Appropriately enough, this week's questions for Ask Massively involve stealth in MMOs. They also involve subscription fees, but that doesn't really segue naturally. If you've got a question you'd like to see in a future installment of the column, feel free to leave it in the comments or mail it along to email@example.com.
Thartso asked: Why do people get so down on stealth classes?
Because the idea of stealth is fundamentally broken in MMOs. Specifically, it's a mechanic through which the player becomes hard to see via use of a toggle rather than by use of actual sneaking skills -- picking spots off the beaten path, avoiding detecting, using shadows and other models, and so forth.Fienemannia asked: So why is the subscription price for MMOs so universal?
The problem here isn't the mechanic itself, of course. The problem is that to a smart player, if stealth exists entirely as an in-world thing, there's no reason you can't have any character be stealthy. Classes and ability types that rely on stealth from a flavor and mechanical standpoint need something unique to themselves, so stealth becomes a much more mechanical element rather than being a nod to verisimilitude.
This causes problems pretty much everywhere, as stealthy characters are designed to break some fundamental rules about how the game works. So if you play a non-stealth character, it's annoying to think that you can always have a stealthed character running around bypassing fights or creeping up to shiv you in the back. Meanwhile, if you play a stealth character, you have to deal with a lot of misplaced animosity because of the aforementioned, never mind that you're sneaking up and shivving someone in the back because you'd be eviscerated if you walked up from the front.
Fortunately, most mature players realize that this is all just a case of different playstyles, and they unite against the real enemy: horrible ranged classes that take good work from decent melee classes.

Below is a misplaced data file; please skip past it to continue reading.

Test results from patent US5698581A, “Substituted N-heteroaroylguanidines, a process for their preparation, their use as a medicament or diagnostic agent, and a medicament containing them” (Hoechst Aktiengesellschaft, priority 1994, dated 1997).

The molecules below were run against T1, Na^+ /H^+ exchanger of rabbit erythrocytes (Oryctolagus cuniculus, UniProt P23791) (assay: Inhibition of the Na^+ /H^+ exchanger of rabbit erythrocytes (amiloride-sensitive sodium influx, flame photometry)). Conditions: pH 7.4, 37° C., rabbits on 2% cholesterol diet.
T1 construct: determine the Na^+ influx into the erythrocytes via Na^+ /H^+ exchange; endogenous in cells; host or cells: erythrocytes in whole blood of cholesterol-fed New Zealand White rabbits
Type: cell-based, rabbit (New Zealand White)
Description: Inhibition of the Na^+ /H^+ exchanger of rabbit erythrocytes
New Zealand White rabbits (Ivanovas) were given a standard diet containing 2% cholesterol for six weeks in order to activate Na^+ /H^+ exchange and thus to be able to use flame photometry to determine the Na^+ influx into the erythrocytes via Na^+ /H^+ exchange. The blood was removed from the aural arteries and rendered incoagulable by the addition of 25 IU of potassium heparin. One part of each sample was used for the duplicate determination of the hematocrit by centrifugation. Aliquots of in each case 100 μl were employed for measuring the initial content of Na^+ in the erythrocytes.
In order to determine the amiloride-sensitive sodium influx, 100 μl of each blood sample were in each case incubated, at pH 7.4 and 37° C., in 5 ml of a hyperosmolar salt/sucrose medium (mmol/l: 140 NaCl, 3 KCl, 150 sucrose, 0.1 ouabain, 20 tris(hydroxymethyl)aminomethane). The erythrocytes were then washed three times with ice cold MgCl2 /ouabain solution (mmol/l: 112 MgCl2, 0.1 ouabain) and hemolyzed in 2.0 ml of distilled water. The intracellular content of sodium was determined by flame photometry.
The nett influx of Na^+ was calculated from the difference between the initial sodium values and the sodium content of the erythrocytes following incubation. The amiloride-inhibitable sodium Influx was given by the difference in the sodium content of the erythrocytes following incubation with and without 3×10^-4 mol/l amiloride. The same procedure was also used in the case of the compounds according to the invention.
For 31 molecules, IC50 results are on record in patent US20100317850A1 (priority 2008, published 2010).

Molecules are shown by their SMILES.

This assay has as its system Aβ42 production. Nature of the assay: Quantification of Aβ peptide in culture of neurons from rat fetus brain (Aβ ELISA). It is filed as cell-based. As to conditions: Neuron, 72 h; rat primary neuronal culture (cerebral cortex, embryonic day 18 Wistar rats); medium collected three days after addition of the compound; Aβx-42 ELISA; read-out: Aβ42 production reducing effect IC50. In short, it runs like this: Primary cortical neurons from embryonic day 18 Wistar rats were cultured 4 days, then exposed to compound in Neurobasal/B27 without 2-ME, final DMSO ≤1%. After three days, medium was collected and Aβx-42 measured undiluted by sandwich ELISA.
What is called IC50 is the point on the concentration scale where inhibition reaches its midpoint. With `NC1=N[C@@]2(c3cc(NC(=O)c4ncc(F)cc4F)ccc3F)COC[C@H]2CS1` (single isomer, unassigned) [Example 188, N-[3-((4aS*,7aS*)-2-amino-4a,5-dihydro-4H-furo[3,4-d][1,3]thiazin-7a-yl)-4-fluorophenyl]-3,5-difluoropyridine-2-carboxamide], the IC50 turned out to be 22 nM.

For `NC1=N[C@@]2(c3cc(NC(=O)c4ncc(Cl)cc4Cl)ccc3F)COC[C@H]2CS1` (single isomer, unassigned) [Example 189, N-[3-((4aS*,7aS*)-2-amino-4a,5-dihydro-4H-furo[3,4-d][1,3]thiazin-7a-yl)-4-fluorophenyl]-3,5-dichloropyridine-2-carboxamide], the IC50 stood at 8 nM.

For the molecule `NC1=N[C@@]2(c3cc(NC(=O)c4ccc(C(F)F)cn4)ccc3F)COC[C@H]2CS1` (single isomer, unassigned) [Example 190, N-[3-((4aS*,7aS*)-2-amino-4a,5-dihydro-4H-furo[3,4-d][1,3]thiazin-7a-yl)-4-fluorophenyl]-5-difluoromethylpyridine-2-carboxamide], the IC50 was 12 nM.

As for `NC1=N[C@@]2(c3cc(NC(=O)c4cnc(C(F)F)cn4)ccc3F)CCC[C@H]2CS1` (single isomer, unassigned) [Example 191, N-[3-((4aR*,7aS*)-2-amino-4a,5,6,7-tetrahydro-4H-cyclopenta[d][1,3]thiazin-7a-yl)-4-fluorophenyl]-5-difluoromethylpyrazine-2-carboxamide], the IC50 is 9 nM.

Well, it's not. There are games that do actually cost a bit less than the industry-standard $15 a month, although many of those do come with caveats. (Final Fantasy XI and Final Fantasy XIV both cost less, for instance... but that's for a single character slot, which is arguably all you need, but I digress.) The fact that deviations are notable, however, makes it clear that most of the MMO industry has adopted a usual "default" price.Space Cobra said: Blah, my Kingdom for a Horse-that-edits-posts.
So why $15 instead of more or less? A combination of factors. For starters, World of Warcraft goes for that price point, and there's something to be said for market peer pressure. More importantly, however, it's a good price for an average monthly investment (less than 50 cents a day) that makes money for the companies in question. So it's largely tradition and the fact that the price still works. If you were asked to pay more, you'd be more likely to feel that it was unfair.
Will it still work in a few years? That's a different question.
How big is the kingdom and how good does the horse have to be at editing? We could work something out here.Looking for some advice on which class is best for soloing in Aion? Not sure who this Raph Koster fellow is? Curious about the release date of NCsoft's newest MMO? You've come to the right place! No one knows MMOs like we do. If there's anything you'd like to know about the MMO genre or the site itself, Ask Massively is here to help every Thursday afternoon. Just ask!